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Ibovespa Falls as Brazil Rating Concern Outweighs Retail Sales

The Ibovespa fell as concern that Brazil’s credit rating will be cut offset a surprise increase in retail sales and a rally by power utilities.

State-controlled oil producer Petroleo Brasileiro SA (PETR3) snapped a two-day winning streak. Energias do Brasil SA climbed the most on the BM&FBovespa Electric Energy Index as concern eased that utilities’ profits will be hurt by a drought that has cut production of hydroelectric power.

The Ibovespa retreated 1 percent to 45,421.84 at 2:30 p.m. in Sao Paulo. Forty-eight stocks fell on the gauge while 24 gained. The real lost 0.2 percent to 2.3601 per dollar. Brazil’s central bank President Alexandre Tombini and directors will meet today with Standard & Poor’s analysts.

“Investors fear that the agencies are preparing to downgrade Brazil,” Fernando Goes, an analyst at the brokerage firm Clear Corretora, said in a phone interview from Sao Paulo. “The increase in retail sales and industrial production earlier this week are not enough to change the perception that the economy is still weak.”

Brazil’s retail sales increased 0.4 percent in January from a month earlier, according to data from the national statistics bureau. The median estimate among 40 economists surveyed by Bloomberg was for a decline of 0.3 percent. Industrial production climbed 2.9 percent.

Petrobras, as Petroleo Brasileiro is known, lost 1.4 percent to 13.14 reais. Vale SA (VALE), the world’s largest iron-ore producer, declined 1.3 percent to 26.11 reais. The MSCI Brazil/Materials index retreated 0.9 percent.

Power Utilities

Standard & Poor’s placed Brazil’s rating on negative outlook in June, and Moody’s Investors Service in October lowered its outlook to stable from positive, citing deteriorating debt and evidence of slow growth.

Finance Minister Guido Mantega announced on Feb. 20 a reduction of 44 billion reais ($18.7 million), or 4.2 percent, in budgeted expenditures for this year as Brazil acts to shore up fiscal management. Economists covering Brazil lowered their forecast for the country’s growth this year to 1.68 percent from a previous estimate of an advance of 1.7 percent, according to the central bank’s weekly survey released March 10.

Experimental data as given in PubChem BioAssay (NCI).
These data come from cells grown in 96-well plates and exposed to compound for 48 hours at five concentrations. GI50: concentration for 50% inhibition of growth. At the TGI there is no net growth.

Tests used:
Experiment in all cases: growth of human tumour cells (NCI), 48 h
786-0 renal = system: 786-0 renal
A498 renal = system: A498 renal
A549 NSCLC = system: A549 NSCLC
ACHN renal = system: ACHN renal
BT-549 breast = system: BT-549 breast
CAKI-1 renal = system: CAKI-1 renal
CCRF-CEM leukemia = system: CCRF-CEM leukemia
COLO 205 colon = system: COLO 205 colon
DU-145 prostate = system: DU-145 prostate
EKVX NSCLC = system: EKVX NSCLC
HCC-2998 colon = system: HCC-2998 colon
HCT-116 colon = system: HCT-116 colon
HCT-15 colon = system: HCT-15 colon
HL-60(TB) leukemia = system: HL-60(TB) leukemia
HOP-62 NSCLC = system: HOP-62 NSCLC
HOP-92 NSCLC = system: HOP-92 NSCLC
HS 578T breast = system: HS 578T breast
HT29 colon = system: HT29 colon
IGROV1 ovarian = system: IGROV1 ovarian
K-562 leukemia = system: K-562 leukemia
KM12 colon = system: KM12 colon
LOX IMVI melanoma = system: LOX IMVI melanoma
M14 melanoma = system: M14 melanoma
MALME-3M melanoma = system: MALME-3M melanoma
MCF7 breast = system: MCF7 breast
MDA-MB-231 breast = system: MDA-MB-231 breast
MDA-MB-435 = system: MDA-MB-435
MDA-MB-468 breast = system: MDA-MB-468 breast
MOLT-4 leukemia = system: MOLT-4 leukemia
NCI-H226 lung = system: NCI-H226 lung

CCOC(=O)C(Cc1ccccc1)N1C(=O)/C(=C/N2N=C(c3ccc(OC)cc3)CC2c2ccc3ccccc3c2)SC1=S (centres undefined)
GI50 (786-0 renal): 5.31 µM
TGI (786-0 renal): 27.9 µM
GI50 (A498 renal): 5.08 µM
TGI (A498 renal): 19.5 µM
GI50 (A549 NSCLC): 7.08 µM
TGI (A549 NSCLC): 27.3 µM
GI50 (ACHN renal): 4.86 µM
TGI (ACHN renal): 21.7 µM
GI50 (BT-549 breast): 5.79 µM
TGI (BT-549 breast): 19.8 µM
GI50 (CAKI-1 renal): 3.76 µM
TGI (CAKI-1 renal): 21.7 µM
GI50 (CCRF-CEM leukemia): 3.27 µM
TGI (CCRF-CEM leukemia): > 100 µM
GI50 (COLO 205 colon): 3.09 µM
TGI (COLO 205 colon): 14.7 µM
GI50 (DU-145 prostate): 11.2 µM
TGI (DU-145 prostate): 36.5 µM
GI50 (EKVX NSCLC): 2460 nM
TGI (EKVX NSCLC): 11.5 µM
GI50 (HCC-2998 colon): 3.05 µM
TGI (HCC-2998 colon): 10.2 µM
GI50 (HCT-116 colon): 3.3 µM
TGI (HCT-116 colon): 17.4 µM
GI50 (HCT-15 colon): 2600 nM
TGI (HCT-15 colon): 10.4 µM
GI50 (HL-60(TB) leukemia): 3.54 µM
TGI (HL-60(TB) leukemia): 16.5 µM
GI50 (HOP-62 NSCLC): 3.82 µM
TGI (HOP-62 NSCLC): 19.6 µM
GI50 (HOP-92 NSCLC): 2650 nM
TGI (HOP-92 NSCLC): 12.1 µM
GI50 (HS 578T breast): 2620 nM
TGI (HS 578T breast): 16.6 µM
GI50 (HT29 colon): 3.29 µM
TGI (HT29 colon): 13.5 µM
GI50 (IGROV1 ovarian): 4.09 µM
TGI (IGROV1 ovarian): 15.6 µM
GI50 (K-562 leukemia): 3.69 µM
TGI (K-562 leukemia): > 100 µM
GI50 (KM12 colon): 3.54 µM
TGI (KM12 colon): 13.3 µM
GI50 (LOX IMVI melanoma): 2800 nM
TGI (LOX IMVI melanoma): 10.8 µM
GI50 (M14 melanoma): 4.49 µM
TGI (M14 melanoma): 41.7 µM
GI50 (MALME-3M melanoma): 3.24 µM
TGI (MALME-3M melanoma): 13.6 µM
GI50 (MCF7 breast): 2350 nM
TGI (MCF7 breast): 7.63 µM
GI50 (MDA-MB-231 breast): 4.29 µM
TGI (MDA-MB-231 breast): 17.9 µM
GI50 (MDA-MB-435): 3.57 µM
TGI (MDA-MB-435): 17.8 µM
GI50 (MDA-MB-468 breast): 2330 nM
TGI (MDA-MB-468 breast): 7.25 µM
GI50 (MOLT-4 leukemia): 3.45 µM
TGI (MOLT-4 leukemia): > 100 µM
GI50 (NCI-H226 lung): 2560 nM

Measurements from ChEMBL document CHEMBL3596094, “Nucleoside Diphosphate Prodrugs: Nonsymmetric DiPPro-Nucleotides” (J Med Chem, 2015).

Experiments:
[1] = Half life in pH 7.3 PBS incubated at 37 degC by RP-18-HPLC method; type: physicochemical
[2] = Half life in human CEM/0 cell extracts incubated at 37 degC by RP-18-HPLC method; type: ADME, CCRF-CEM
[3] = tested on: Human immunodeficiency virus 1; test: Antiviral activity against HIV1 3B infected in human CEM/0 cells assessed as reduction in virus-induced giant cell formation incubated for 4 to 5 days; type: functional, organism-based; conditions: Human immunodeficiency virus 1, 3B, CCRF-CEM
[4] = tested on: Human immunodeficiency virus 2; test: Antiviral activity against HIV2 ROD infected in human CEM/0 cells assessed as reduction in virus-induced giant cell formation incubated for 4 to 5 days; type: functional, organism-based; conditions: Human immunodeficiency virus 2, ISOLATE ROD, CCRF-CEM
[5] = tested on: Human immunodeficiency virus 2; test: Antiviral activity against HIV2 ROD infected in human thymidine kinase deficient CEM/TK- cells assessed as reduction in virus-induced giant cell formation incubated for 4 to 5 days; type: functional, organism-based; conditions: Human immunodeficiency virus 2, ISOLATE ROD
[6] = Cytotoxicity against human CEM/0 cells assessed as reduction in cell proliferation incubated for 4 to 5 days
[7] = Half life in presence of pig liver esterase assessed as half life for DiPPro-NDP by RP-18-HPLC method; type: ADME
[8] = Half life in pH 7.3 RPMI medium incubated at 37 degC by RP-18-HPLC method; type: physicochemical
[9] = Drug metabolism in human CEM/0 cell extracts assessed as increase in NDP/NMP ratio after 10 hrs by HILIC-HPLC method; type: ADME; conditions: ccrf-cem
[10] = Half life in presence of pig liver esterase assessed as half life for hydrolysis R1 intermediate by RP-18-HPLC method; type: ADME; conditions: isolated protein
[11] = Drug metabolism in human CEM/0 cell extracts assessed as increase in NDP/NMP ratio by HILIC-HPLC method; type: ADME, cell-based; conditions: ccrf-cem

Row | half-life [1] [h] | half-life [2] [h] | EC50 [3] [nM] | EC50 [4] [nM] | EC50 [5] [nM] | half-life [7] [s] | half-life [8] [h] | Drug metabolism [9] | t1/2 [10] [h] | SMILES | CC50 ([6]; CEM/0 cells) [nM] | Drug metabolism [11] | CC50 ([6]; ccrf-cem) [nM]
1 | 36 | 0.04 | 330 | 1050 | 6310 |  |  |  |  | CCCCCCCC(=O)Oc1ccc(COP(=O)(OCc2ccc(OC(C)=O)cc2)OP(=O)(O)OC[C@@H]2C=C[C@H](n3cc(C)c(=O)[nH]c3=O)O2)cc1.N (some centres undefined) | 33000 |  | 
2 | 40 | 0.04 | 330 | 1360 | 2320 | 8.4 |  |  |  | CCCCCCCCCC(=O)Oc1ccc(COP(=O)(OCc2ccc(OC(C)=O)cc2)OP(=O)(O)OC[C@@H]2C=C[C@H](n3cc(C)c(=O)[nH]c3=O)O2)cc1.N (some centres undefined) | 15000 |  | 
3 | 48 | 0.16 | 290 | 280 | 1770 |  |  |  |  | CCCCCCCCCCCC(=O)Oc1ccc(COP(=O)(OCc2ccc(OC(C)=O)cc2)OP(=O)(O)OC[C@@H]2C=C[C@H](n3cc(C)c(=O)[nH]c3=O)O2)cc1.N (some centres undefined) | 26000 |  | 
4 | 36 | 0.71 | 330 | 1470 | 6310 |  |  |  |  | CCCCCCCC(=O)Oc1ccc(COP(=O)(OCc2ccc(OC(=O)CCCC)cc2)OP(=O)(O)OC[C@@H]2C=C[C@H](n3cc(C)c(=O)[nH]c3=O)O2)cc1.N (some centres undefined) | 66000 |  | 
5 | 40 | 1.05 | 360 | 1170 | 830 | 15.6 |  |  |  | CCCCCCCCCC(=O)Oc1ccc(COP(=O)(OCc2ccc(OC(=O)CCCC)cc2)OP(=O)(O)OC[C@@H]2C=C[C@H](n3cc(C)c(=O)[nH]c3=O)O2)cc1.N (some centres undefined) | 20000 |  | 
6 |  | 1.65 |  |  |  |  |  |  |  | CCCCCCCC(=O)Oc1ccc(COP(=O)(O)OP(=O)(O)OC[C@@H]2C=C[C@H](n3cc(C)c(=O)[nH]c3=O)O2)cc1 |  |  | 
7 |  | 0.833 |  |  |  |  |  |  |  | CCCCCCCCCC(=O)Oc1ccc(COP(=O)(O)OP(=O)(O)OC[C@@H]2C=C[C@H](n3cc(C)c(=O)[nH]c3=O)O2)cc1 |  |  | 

Energias do Brasil rose 3.7 percent to 9.15 reais, its highest intraday price since Feb. 28. The power utilities index gained 1.6 percent. Brazil’s government will announce aid for power distributors this afternoon, said an official briefed on the plan who asked not to be identified, citing internal policy.

Trading Volume

“Utilities have been suffering a lot with prospects of lower revenue and higher costs, so the government saying they may help them is making stocks recover a little,” Antonio Goes, a senior analyst at the brokerage firm TOV Corretora, said in a phone interview from Rio de Janeiro.

The Ibovespa (IBOV) has tumbled 19 percent from a bull-market high on Oct. 22 as inflation exceeded policy makers’ target and concern mounted that higher government spending will lead to a reduction in the country’s credit rating.

Trading volume of stocks in Sao Paulo yesterday was 6.2 billion reais, compared with a daily average of 6.33 billion reais this year, according to data from the exchange.

To contact the reporter on this story: Denyse Godoy in Sao Paulo at dgodoy2@bloomberg.net

To contact the editors responsible for this story: Brendan Walsh at bwalsh8@bloomberg.net Dennis Fitzgerald

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